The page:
Trans-Pacific Partnership Agreement

Trans-Pacific Partnership (TPP)

The Trans-Pacific Partnership Agreement (TPP) is a massive free trade agreement involving Australia, the US and ten other countries, which reduces our democratic rights while increasing the rights of global corporations. 

The TPP is bad for:

  • Democracy. It allows global corporations to sue governments over health, environment and public interest laws. Read more.
  • Health. Medicines will be more expensive because of stronger monopoly rights for pharmaceutical companies to charge higher prices for longer. Read more.
  • Workers. Contains no real protection for labour rights or migrant workers, and removes labour market testing. Read more.
  • The environment. Lacks enforceable commitments to key international agreements, does not mention climate change and allows corporations to sue over new environmental laws. Read more.
  • Internet users. Locks in strong rights for copyright holders at the expense of consumers and internet users. Read more.

Despite all the downsides of the deal, economists and the World Bank predict few benefits for Australia. 

The Turnbull Government will try to rush the TPP’s implementing legislation through Parliament this year, to pave the way for Australia to ratify the agreement. But Labor, Greens and independent representatives could block the deal by voting against its implementing legislation in the Senate. 

For all the latest news on the TPP, follow this link.

For in-depth analysis and resources, including AFTINET’s JSCOT submission and our printable TPP flyer, click here. 

 

Critical voices as VP Biden pitches TPP in Australia

20 July 2016

US Vice President Joe Biden was in Australia this week talking up the TPP, despite the deal being unlikely to make it through the US Congress. At the same time, Australian Trade Minister Steve Ciobo was in the US, trying to shore up support for the deal there.

AFTINET Convenor Dr Patricia Ranald told the media “The TPP is so unpopular in the US that Australian Ministers are being recruited to lobby for it there, while US officials are talking it up here, urging the Australian Parliament to pass it before the US does."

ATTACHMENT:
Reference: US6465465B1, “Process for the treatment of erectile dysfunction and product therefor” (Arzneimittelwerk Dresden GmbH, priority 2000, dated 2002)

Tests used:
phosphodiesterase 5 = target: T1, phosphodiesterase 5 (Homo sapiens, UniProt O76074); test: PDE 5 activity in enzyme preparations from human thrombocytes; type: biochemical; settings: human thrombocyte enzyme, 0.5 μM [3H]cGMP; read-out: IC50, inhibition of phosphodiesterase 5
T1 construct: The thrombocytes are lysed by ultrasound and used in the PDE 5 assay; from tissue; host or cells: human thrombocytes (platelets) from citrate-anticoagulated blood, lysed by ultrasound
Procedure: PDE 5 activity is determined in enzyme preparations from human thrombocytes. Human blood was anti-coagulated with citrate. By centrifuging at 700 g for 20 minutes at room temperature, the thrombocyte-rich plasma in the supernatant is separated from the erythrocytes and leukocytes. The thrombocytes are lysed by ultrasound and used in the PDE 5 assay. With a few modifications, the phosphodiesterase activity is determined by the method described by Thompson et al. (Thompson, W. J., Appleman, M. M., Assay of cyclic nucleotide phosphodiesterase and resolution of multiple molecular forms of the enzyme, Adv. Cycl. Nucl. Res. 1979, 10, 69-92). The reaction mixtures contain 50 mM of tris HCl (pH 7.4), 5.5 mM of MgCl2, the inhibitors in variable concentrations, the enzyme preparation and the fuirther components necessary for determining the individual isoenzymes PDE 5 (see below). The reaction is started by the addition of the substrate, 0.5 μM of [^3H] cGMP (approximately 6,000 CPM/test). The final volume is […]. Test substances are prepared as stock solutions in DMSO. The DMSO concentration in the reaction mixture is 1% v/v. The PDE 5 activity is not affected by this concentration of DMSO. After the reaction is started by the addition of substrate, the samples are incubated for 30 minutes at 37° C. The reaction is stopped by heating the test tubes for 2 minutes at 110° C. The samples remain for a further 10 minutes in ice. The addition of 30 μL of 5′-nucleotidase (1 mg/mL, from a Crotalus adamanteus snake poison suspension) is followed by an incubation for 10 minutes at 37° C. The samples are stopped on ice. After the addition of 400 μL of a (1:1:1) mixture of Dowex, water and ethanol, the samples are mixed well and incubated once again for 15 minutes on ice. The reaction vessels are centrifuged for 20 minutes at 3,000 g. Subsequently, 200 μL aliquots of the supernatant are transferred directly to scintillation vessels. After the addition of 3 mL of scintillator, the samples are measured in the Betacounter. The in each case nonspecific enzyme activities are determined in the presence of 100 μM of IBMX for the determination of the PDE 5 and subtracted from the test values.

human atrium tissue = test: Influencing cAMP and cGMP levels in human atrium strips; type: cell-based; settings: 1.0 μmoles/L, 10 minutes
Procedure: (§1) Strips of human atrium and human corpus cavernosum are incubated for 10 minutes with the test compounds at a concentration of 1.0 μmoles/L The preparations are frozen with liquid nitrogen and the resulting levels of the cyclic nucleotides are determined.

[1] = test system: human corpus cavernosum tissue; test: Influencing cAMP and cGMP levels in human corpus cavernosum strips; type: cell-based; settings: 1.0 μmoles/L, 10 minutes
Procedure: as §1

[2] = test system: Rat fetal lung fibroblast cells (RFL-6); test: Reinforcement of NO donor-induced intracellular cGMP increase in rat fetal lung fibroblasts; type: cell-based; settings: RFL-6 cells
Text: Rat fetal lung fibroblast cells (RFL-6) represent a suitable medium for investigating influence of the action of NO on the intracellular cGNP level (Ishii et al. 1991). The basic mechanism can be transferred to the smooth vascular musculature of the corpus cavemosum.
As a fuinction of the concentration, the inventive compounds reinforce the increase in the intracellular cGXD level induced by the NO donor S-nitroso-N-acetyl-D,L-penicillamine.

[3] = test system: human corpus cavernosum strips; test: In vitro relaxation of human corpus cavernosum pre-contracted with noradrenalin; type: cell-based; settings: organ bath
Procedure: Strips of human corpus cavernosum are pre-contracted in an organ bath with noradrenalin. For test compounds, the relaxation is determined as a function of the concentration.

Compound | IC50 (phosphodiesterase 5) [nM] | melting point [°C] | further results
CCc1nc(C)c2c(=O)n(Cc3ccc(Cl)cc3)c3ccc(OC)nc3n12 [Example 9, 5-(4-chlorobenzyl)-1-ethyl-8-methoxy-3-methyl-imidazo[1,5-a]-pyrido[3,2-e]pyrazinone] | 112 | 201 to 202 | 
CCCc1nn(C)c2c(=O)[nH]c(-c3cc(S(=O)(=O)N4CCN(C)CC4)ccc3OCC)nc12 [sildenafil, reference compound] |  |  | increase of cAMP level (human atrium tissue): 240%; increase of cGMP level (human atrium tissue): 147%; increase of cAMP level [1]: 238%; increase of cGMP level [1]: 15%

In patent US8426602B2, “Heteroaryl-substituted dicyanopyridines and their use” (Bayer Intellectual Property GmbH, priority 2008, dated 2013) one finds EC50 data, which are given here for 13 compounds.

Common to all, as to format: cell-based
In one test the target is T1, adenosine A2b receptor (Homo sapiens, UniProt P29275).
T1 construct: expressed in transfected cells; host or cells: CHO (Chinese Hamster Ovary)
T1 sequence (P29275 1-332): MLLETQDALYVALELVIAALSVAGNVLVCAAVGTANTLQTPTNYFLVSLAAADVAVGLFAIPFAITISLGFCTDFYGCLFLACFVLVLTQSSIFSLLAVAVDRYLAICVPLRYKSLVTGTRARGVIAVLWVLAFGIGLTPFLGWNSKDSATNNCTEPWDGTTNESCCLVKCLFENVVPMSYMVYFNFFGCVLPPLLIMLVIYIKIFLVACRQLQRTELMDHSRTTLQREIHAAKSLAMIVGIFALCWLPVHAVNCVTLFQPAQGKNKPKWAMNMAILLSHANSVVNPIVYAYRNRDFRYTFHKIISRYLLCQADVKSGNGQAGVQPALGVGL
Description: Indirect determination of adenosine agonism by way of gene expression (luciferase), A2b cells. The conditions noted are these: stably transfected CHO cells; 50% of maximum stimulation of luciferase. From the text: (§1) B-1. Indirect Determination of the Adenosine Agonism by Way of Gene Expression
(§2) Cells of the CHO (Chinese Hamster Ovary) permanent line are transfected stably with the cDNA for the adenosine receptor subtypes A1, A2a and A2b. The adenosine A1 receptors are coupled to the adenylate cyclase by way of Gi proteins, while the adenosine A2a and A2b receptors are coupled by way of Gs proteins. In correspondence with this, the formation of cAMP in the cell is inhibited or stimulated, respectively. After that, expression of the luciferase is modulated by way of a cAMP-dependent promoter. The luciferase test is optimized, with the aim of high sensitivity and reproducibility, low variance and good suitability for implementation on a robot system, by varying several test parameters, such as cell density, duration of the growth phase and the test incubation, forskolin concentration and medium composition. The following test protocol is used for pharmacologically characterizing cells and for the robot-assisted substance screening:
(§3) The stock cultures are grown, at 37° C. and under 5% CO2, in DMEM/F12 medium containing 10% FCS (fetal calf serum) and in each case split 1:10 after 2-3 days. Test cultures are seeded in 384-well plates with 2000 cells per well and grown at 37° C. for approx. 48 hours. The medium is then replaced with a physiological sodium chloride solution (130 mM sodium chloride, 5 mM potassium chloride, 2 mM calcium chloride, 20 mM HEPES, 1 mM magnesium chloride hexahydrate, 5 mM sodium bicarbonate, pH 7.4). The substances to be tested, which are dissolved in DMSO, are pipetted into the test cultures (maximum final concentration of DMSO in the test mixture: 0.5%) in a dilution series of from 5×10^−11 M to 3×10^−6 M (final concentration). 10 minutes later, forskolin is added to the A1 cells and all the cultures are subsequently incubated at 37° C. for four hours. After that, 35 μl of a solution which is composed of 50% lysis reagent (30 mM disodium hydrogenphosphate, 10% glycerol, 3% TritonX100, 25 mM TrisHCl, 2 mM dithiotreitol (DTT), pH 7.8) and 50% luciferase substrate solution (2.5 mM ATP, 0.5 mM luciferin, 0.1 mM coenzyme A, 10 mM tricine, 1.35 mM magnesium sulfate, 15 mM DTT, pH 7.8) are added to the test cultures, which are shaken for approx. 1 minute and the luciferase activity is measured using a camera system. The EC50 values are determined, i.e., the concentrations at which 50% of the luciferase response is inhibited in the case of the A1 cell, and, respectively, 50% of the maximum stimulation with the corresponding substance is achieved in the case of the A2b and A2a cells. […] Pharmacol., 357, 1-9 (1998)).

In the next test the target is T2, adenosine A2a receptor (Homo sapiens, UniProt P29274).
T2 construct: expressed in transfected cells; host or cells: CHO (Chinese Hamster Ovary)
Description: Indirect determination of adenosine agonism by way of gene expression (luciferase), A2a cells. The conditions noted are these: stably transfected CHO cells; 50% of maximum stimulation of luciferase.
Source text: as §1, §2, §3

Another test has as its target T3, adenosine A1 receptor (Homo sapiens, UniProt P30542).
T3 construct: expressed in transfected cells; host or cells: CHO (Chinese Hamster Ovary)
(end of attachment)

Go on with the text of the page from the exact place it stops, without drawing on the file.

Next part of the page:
Listen to the radio interview  and read our media release here.

Stronger Copyright monopolies on the Internet

Copyright law is meant to maintain a balance between the right of creators to a reasonable income through payments for the use of their work, and the rights of consumers to fair use of information.

Most copyright is now held by corporations, which lobby for trade agreements to extend their rights.

The TPP locks in strong specific legal rights for copyright holders and criminalisation of copyright breaches, with much vaguer references to fair use provisions for consumers.

Environmental standards not enforceable

The TPP was supposed to include enforceable commitments by governments to at least seven international environment agreements. But the text mentions only four, and only one - on trade in endangered species - has clearly enforceable commitments.

There is no mention of climate change. Global corporations could use ISDS to sue governments for taking action against climate change.

 

Learn more

No real protection for labour rights or migrant workers

Despite promises that the TPP would contain enforceable labour rights, governments only commit to implementing their own labour laws, not recognised international standards, and the products of forced and child labour are not banned.

Complaints can only be made if there is a “sustained or recurring” viola on of labour rights in a manner affecting trade or investment, meaning public sector workers and others in non-traded sectors are not covered.

The enforcement process requires lengthy consultation and has not been effective in other agreements with similar clauses.

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